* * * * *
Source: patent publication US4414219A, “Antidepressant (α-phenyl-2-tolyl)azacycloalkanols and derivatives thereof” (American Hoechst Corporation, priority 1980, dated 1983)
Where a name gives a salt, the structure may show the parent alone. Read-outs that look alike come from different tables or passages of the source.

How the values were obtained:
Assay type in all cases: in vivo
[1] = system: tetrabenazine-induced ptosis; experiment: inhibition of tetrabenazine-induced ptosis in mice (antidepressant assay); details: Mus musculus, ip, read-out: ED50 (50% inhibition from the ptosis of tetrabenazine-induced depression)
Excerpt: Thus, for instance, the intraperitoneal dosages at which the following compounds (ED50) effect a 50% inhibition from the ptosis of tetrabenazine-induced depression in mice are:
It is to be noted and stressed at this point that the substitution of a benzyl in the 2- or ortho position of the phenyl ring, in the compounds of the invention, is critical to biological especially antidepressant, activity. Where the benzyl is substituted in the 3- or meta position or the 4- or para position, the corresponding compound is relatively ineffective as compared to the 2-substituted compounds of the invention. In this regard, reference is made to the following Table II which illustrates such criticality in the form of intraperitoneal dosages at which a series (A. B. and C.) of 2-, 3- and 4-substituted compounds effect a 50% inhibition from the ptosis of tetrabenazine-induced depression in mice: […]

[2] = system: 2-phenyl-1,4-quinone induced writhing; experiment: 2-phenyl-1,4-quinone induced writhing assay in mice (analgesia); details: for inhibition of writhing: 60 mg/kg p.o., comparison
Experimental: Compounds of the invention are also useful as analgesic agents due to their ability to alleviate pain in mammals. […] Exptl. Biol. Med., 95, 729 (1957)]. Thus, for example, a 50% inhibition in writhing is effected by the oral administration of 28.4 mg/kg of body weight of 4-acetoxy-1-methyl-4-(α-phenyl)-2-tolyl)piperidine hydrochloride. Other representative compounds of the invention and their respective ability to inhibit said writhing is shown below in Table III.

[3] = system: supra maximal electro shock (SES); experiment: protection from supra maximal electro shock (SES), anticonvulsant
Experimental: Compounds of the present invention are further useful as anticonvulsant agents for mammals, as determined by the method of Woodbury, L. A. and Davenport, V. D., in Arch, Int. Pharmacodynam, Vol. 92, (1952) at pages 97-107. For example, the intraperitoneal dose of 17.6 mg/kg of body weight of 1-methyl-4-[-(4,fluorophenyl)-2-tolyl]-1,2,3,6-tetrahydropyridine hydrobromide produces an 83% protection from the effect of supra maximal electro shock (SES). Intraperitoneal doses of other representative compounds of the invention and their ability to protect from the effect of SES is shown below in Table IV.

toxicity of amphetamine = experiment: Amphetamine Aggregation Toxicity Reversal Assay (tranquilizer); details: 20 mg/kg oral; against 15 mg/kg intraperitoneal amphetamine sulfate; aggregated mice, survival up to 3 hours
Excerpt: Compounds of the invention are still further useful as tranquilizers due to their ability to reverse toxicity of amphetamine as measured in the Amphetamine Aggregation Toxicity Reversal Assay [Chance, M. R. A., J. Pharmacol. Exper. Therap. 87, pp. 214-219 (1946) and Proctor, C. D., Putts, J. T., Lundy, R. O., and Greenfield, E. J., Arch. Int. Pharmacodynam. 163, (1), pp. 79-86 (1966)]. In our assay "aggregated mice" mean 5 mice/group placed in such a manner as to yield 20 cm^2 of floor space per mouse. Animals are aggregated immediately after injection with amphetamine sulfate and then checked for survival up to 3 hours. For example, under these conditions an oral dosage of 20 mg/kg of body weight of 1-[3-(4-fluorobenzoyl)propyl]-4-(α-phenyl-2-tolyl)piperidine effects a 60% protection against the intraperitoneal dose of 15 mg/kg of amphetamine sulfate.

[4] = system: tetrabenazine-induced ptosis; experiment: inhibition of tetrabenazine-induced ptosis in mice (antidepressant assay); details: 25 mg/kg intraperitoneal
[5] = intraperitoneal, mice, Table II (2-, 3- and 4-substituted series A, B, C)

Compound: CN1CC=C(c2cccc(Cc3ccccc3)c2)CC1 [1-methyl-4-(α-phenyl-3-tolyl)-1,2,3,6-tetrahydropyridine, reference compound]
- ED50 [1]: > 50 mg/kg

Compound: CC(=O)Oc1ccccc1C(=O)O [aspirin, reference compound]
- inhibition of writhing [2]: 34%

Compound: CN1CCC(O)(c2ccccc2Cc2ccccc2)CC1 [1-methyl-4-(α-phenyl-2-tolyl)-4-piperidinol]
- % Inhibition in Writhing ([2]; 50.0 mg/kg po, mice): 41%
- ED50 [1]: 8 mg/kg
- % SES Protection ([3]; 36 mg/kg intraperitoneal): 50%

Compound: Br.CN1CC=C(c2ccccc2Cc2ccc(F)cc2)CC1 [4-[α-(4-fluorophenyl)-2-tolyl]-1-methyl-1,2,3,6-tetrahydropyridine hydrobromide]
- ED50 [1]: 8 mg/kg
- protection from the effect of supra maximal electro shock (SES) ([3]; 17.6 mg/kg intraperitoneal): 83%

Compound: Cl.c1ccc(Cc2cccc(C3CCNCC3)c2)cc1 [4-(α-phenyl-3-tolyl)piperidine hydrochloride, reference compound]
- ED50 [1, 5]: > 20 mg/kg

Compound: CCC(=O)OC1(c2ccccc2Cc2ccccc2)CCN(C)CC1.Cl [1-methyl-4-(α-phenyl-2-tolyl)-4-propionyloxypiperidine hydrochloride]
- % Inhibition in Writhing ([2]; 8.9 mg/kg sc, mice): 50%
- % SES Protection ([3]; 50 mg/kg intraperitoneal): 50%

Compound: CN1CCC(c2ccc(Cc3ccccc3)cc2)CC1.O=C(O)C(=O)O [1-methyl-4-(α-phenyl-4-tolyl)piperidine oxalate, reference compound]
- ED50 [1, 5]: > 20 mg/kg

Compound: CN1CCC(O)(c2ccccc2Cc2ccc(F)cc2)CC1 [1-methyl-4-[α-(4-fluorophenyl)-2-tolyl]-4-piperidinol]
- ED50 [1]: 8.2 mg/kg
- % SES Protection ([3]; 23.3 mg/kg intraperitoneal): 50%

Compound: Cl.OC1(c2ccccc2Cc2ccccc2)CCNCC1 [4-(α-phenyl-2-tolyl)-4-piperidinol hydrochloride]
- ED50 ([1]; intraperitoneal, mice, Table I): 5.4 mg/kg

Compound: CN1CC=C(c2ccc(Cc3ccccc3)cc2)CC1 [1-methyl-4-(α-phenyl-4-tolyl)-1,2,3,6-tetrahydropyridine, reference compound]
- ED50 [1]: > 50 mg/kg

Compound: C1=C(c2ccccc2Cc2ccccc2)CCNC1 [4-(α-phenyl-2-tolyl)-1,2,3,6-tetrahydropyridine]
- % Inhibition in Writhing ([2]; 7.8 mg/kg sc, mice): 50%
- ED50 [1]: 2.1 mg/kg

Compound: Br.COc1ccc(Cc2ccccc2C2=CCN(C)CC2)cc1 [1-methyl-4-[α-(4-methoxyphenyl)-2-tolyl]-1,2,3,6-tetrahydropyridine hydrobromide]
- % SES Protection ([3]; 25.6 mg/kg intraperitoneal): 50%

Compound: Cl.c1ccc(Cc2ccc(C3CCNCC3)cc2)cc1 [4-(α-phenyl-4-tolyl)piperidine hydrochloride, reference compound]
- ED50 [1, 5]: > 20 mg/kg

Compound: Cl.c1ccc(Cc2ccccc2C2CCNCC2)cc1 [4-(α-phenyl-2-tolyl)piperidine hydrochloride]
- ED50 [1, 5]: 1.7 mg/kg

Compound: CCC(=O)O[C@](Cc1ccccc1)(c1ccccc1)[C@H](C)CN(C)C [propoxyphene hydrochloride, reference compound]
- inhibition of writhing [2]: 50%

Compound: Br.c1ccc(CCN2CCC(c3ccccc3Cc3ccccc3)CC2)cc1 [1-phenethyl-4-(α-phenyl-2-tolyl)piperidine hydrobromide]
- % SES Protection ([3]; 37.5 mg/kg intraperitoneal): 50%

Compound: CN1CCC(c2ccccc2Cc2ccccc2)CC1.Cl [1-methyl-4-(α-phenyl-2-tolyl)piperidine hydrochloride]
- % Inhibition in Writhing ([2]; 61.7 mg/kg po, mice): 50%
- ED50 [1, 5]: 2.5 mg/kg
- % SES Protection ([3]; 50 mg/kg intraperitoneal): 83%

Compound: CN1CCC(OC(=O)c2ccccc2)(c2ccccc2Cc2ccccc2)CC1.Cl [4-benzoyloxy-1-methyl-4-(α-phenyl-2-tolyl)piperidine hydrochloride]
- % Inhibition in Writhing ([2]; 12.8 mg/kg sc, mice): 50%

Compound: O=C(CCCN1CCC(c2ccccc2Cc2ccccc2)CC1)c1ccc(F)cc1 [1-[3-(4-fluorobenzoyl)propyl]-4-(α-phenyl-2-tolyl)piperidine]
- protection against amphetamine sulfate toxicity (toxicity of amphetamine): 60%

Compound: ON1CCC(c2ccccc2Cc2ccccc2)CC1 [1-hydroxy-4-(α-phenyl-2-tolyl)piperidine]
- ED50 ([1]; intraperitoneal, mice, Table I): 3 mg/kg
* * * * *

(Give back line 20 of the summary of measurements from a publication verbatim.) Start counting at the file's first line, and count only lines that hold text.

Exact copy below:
Compound: CN1CCC(O)(c2ccccc2Cc2ccccc2)CC1 [1-methyl-4-(α-phenyl-2-tolyl)-4-piperidinol]